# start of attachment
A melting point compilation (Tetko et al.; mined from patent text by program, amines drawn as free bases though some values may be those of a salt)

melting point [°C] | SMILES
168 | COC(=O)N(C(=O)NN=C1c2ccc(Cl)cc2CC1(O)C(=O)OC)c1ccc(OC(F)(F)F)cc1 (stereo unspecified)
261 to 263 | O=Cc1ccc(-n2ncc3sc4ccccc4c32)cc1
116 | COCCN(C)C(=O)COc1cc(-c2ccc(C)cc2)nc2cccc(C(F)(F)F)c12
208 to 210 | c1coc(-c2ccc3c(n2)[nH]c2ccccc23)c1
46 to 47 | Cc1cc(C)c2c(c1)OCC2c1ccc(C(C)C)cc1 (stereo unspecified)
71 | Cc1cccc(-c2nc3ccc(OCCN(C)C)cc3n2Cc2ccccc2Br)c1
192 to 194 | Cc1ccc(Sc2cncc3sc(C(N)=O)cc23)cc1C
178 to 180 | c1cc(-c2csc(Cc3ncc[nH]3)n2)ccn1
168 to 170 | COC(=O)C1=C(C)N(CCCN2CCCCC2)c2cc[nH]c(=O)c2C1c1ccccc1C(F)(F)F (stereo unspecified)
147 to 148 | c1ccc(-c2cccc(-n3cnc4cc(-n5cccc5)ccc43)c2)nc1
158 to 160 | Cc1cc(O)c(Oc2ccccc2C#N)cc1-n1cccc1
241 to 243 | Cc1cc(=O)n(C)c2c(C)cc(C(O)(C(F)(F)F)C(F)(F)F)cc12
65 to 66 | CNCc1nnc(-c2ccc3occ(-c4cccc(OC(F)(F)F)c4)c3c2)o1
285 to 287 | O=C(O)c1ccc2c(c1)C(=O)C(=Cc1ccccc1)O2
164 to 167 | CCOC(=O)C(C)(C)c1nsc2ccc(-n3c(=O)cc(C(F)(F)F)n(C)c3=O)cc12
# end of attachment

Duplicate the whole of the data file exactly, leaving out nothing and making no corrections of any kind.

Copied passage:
A melting point compilation (Tetko et al.; mined from patent text by program, amines drawn as free bases though some values may be those of a salt)

melting point [°C] | SMILES
168 | COC(=O)N(C(=O)NN=C1c2ccc(Cl)cc2CC1(O)C(=O)OC)c1ccc(OC(F)(F)F)cc1 (stereo unspecified)
261 to 263 | O=Cc1ccc(-n2ncc3sc4ccccc4c32)cc1
116 | COCCN(C)C(=O)COc1cc(-c2ccc(C)cc2)nc2cccc(C(F)(F)F)c12
208 to 210 | c1coc(-c2ccc3c(n2)[nH]c2ccccc23)c1
46 to 47 | Cc1cc(C)c2c(c1)OCC2c1ccc(C(C)C)cc1 (stereo unspecified)
71 | Cc1cccc(-c2nc3ccc(OCCN(C)C)cc3n2Cc2ccccc2Br)c1
192 to 194 | Cc1ccc(Sc2cncc3sc(C(N)=O)cc23)cc1C
178 to 180 | c1cc(-c2csc(Cc3ncc[nH]3)n2)ccn1
168 to 170 | COC(=O)C1=C(C)N(CCCN2CCCCC2)c2cc[nH]c(=O)c2C1c1ccccc1C(F)(F)F (stereo unspecified)
147 to 148 | c1ccc(-c2cccc(-n3cnc4cc(-n5cccc5)ccc43)c2)nc1
158 to 160 | Cc1cc(O)c(Oc2ccccc2C#N)cc1-n1cccc1
241 to 243 | Cc1cc(=O)n(C)c2c(C)cc(C(O)(C(F)(F)F)C(F)(F)F)cc12
65 to 66 | CNCc1nnc(-c2ccc3occ(-c4cccc(OC(F)(F)F)c4)c3c2)o1
285 to 287 | O=C(O)c1ccc2c(c1)C(=O)C(=Cc1ccccc1)O2
164 to 167 | CCOC(=O)C(C)(C)c1nsc2ccc(-n3c(=O)cc(C(F)(F)F)n(C)c3=O)cc12